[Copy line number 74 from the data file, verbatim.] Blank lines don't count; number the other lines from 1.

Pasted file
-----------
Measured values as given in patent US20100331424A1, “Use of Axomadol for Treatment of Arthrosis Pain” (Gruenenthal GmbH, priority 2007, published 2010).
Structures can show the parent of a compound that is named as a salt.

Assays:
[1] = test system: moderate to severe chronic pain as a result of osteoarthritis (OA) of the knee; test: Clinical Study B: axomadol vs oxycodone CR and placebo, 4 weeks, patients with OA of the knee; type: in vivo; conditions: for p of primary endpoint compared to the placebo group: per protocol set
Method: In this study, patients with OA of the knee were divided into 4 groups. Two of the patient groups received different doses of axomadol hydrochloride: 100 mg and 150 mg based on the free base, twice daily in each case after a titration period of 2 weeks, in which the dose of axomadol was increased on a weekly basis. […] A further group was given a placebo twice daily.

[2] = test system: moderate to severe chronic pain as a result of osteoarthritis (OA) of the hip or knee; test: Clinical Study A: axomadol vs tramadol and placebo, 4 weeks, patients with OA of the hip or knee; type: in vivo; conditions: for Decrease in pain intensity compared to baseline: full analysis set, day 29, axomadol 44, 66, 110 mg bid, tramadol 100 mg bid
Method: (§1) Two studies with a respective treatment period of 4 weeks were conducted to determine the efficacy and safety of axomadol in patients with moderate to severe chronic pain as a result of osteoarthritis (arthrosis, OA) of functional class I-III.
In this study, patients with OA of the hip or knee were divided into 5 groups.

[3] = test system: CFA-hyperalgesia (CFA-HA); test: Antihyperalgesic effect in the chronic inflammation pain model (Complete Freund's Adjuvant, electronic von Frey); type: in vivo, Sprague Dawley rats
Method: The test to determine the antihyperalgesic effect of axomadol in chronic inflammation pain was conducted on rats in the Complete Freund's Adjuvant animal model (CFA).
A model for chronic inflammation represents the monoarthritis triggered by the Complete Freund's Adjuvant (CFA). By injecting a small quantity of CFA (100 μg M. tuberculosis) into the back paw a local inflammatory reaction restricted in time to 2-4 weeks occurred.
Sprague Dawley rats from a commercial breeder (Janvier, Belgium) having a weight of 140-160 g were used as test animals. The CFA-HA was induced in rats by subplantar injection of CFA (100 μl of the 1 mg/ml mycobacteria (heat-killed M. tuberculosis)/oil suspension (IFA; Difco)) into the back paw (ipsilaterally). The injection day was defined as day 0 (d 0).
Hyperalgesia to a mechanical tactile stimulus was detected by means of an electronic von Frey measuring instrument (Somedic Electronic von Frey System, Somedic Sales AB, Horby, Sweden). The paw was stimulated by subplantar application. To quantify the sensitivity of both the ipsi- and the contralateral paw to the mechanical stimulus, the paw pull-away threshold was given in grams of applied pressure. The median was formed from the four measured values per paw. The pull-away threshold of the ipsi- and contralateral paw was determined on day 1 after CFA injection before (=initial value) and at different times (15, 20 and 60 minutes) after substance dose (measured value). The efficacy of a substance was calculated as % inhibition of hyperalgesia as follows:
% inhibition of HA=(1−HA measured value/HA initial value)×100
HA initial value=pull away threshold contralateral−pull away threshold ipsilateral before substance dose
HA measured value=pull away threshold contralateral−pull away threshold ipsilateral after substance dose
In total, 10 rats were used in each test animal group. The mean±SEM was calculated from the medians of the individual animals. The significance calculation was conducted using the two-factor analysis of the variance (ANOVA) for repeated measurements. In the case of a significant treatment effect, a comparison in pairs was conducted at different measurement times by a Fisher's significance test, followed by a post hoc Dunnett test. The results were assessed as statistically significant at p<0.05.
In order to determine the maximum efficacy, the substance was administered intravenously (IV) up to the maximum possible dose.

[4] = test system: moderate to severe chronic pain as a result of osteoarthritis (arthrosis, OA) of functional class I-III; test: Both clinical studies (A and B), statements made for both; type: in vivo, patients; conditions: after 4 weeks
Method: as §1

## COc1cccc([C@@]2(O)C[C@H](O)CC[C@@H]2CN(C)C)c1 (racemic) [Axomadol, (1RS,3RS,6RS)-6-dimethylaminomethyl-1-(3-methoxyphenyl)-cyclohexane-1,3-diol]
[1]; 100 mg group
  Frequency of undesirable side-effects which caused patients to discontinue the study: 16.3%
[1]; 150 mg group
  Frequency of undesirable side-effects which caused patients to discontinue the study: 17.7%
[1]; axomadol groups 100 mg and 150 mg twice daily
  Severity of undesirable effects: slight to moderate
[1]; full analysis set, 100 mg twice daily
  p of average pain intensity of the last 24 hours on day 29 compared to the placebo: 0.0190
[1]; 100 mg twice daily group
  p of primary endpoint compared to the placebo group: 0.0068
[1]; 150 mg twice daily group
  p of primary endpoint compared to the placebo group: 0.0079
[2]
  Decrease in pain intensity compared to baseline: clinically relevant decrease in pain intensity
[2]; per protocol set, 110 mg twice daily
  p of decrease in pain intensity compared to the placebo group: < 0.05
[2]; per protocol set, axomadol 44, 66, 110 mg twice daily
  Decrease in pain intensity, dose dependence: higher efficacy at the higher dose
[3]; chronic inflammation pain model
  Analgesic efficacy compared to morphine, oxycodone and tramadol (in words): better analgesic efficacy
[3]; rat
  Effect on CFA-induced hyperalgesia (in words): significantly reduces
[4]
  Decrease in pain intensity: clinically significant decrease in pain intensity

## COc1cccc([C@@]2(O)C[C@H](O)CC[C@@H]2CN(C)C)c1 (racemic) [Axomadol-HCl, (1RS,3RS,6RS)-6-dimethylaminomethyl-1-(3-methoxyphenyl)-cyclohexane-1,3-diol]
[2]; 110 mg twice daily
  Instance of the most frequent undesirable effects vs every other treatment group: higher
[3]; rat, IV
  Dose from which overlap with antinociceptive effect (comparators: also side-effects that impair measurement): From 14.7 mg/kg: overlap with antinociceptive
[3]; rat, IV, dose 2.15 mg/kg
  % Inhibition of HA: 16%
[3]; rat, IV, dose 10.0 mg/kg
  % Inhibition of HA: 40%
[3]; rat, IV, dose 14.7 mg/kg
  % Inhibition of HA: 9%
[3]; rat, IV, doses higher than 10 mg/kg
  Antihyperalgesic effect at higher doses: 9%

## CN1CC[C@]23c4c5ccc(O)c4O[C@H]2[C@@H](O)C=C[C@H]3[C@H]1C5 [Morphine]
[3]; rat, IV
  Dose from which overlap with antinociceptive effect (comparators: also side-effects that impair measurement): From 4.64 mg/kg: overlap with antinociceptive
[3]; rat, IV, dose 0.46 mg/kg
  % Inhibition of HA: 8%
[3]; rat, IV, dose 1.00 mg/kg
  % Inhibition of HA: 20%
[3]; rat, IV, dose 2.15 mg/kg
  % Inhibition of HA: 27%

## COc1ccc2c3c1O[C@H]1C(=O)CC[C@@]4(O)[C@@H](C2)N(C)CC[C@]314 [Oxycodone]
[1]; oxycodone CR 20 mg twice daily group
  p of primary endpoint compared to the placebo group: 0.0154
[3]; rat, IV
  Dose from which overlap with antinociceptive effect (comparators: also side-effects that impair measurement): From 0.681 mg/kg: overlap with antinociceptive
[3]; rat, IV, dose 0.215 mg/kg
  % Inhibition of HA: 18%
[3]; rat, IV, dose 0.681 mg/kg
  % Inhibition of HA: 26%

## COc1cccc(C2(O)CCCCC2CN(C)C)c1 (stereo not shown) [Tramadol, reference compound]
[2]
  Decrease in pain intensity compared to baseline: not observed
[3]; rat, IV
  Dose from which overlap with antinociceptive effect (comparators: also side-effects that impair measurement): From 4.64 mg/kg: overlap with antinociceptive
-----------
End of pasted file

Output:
  % Inhibition of HA: 18%